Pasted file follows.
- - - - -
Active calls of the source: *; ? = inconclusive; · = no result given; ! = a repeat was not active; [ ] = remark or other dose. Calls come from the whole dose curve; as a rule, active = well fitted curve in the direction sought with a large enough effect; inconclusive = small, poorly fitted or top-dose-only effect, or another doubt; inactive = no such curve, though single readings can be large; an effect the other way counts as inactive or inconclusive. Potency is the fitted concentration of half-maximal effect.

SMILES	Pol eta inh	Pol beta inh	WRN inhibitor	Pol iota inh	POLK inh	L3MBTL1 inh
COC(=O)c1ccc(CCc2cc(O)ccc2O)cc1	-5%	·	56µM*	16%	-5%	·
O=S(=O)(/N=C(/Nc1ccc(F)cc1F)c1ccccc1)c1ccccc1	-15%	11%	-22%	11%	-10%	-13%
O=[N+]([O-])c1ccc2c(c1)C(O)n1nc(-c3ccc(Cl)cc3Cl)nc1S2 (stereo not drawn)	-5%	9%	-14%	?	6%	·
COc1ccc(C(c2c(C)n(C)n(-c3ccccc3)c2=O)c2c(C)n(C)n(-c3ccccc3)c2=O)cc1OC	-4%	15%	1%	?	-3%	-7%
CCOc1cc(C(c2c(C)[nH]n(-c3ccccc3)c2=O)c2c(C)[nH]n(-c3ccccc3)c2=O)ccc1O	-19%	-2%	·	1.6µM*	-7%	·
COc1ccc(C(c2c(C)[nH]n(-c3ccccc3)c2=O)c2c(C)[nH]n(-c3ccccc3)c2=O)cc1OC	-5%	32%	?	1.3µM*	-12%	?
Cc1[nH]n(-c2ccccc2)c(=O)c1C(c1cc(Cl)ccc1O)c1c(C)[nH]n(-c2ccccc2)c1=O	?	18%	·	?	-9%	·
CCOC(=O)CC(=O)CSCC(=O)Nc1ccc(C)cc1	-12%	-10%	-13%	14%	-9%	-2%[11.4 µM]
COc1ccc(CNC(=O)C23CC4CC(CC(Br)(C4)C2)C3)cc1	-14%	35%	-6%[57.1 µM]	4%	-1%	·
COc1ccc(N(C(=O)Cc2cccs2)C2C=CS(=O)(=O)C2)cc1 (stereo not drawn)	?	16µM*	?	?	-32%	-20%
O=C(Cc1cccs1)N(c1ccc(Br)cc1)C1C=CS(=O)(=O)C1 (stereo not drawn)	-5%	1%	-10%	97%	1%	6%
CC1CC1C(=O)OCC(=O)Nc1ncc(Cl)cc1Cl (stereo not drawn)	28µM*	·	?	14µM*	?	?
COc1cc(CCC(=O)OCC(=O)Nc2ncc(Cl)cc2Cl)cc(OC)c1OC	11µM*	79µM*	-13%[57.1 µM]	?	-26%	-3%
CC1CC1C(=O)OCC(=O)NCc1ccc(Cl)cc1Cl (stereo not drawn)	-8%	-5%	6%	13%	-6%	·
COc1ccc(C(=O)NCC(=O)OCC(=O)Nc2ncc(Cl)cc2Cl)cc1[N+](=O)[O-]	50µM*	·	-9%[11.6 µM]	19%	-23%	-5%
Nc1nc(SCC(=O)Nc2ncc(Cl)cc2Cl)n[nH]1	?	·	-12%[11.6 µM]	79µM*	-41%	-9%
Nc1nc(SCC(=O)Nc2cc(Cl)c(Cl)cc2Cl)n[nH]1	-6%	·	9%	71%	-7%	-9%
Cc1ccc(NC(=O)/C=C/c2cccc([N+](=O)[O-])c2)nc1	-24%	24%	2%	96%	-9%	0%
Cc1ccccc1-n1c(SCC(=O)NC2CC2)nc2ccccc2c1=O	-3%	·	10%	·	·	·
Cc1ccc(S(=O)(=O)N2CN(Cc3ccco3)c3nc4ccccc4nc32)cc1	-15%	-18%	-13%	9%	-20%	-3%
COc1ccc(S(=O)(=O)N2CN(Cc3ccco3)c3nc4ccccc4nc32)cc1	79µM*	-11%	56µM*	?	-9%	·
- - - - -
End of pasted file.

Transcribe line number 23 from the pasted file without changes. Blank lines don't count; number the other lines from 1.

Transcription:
COc1ccc(S(=O)(=O)N2CN(Cc3ccco3)c3nc4ccccc4nc32)cc1	79µM*	-11%	56µM*	?	-9%	·